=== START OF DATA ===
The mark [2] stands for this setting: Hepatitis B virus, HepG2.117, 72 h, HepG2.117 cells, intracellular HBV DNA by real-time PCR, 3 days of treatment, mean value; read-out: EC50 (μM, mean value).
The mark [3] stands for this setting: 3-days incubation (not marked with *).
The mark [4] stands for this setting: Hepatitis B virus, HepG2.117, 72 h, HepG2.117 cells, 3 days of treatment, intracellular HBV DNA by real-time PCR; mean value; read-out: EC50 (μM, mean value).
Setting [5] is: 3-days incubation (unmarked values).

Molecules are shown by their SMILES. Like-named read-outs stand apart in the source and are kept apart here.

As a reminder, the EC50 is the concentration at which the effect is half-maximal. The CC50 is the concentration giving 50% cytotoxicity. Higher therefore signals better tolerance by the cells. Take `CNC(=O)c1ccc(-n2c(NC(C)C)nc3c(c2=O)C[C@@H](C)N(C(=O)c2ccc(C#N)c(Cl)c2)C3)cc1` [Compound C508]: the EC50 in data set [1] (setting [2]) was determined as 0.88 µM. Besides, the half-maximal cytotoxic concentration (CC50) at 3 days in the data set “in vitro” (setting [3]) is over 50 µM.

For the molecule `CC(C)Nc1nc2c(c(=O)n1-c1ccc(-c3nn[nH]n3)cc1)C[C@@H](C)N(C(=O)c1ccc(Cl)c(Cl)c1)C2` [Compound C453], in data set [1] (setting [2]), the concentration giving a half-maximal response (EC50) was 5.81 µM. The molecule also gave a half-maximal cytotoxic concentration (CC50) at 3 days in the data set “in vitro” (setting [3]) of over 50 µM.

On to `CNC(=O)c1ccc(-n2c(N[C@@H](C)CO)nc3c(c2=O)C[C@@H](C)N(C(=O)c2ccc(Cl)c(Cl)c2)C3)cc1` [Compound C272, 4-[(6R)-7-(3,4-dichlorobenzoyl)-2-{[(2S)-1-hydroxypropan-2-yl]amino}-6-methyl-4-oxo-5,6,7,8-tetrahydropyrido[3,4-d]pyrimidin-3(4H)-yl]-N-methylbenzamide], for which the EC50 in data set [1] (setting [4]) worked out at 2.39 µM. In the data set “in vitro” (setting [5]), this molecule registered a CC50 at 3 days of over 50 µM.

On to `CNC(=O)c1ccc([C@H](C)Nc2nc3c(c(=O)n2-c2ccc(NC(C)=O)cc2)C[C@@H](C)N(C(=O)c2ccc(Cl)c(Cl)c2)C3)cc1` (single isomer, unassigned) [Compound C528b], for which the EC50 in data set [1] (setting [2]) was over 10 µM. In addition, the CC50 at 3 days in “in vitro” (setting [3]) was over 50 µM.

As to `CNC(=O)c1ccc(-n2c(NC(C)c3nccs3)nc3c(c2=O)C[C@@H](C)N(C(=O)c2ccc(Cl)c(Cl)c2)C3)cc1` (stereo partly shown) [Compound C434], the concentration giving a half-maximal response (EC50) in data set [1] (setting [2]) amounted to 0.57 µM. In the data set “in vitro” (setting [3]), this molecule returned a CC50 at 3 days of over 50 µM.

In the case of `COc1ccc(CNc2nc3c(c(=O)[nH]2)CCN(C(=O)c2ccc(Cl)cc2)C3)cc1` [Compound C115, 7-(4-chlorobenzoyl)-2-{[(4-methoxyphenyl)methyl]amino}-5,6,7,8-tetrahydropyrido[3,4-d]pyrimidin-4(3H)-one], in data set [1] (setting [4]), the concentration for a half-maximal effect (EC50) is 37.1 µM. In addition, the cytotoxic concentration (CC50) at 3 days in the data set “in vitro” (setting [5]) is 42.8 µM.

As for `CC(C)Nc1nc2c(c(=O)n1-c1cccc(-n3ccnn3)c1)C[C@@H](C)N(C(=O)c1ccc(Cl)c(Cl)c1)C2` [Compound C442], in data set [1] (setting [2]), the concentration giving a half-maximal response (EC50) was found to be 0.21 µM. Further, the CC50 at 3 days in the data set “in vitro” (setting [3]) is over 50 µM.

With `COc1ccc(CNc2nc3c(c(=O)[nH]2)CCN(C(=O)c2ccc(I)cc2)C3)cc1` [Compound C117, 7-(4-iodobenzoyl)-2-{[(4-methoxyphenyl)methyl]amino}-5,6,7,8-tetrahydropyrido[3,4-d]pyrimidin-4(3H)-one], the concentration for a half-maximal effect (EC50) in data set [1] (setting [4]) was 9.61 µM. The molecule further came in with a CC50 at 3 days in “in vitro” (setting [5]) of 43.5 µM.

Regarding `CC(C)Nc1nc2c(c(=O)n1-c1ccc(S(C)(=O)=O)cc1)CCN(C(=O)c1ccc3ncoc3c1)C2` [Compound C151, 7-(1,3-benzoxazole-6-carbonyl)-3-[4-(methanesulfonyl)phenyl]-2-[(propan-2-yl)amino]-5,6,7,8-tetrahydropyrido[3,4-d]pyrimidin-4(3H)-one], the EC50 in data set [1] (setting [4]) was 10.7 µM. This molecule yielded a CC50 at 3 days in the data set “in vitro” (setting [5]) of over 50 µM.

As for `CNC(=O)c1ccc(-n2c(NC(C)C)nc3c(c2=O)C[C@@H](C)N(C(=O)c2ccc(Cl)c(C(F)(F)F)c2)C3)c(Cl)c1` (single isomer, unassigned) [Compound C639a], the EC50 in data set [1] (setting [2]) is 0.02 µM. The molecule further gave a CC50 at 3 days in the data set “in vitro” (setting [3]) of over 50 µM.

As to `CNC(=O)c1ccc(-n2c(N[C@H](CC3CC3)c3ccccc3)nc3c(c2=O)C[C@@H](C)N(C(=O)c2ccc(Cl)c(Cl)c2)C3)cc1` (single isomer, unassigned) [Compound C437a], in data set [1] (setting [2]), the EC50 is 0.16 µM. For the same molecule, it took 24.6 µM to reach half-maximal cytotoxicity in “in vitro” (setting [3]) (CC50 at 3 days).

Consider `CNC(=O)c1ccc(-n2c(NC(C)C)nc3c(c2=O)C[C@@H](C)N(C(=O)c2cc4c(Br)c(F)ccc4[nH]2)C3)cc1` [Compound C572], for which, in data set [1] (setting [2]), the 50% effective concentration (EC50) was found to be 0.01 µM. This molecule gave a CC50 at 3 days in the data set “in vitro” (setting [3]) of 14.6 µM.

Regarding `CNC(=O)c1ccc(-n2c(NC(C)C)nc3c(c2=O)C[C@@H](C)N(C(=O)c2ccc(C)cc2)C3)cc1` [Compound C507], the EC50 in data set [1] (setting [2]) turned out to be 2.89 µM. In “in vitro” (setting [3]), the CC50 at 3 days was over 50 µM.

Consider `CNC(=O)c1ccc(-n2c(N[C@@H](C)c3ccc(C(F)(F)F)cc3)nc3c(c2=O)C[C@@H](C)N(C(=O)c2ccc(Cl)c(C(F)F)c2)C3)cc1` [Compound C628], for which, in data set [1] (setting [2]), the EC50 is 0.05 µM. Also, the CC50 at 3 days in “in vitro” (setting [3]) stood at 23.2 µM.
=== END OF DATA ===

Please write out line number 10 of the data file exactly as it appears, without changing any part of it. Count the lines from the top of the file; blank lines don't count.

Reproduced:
As to `CNC(=O)c1ccc(-n2c(NC(C)c3nccs3)nc3c(c2=O)C[C@@H](C)N(C(=O)c2ccc(Cl)c(Cl)c2)C3)cc1` (stereo partly shown) [Compound C434], the concentration giving a half-maximal response (EC50) in data set [1] (setting [2]) amounted to 0.57 µM. In the data set “in vitro” (setting [3]), this molecule returned a CC50 at 3 days of over 50 µM.